If you go: “The True” runs through Oct. 21 at the Pershing Square Signature Center. 480 W. 42nd St., thenewgroup.org.
“We’re people. Who care about people. A machine doesn’t care. A machine doesn’t have heart. We have heart.”
So explains the leading proponent of local machine party politics in Sharr White’s (“The Other Place,” “The Snow Geese”) doleful and downbeat comedic drama “The True.”
The play is receiving its world premiere Off-Broadway in a New Group production (ably directed by Scott Elliott) starring Edie Falco (“The Sopranos,” “Nurse Jackie”), alongside Michael McKean (“Better Call Saul”) and Peter Scolari (“Bosom Buddies”). According to recent news reports, it is generating a great deal of interest and concern in Albany, where it is set.
As depicted in the play, Albany’s government circa 1977 was built around a backdoor, loyalty-driven system of patronage, in which votes for the party in power were rewarded with jobs, contracts and/or cash, and a vote for the other party could result in a property tax increase.
Falco plays Dorothea “Polly” Noonan, a real-life, colorful, foul-mouthed fixture of Albany politics, not to mention the grandmother of U.S. Sen. Kirsten Gillibrand. Polly served as an astute power broker, devoted assistant and unofficial spokeswoman for longtime Mayor Erastus Corning II (McKean), creating widespread gossip over whether Polly was cheating on her husband Peter (Scolari) with Erastus.
“The True” begins with the death of the local party boss and the realization that Erastus will be facing his first real primary challenge in decades. Erastus reacts by rashly terminating his affiliation with Polly, which sends her into a spiral of denial, disbelief, anger and mourning. All the while, for a variety of motivations (including her long-suppressed attraction to Erastus), she continues to wheel and deal on his behalf, including threatening enemies and trying to win over new supporters.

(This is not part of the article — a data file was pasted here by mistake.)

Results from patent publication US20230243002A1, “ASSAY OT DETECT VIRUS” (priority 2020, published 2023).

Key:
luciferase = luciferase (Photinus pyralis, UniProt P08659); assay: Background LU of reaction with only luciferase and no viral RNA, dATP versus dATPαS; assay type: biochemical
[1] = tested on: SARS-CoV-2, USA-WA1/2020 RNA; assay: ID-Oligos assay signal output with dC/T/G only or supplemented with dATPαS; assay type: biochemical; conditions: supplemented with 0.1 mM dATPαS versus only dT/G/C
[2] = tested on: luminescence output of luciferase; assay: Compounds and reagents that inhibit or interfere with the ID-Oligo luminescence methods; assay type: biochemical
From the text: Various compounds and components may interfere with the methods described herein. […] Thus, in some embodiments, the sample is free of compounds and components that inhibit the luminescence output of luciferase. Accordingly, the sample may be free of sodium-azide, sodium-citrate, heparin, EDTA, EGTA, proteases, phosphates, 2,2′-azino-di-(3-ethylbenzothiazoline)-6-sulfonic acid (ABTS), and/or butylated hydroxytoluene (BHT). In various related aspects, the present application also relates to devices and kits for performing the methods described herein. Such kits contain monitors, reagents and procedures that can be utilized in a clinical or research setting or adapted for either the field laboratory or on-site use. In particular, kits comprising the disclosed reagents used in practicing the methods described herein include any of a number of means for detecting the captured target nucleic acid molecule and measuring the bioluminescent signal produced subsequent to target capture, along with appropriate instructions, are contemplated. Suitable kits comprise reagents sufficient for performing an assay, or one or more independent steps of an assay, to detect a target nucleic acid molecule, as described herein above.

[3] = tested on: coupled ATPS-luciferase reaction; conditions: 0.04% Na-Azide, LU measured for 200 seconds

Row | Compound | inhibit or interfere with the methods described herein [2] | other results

In one especially telling sequence, Polly tries to recruit an innocent young man (Austin Cauldwell) into both being a committeeman and devoting his entire life to Albany politics. When he politely explains that he cannot even commit to living much longer in Albany, Polly is dumbfounded. “Where’s the dedication? Where’s the f—— dedication?” she screams.
The play (which runs under two hours without an intermission) relies upon long-winded scenes that often turn flat and tedious, stressing the same points repeatedly. Nevertheless, it provides an ambivalent, even sympathetic examination of an unapologetically crooked system of politics (“we have heart,” Polly insists) and the limited opportunities and severe risks for women who wanted to be involved. It also has a large and challenging lead female role.
Falco (who won acclaim for a 2002 Broadway revival of “Frankie and Johnny in the Clair de Lune”) brings plenty of comic flair, vigor and raw emotion to the role, which compensates for (and maintains the audience’s attention during) the play’s slow points.
McKean gives the impression of a tired, depressed, unsure, aging man, which is best exhibited as he sinks into an armchair and drinks scotch in silence while the television blares in the background and Polly works busily at her sewing machine. Scolari eventually gets to shake off his reserved, mild-mannered disposition and unleash his anger over being treated by the community as an object of derision and pity.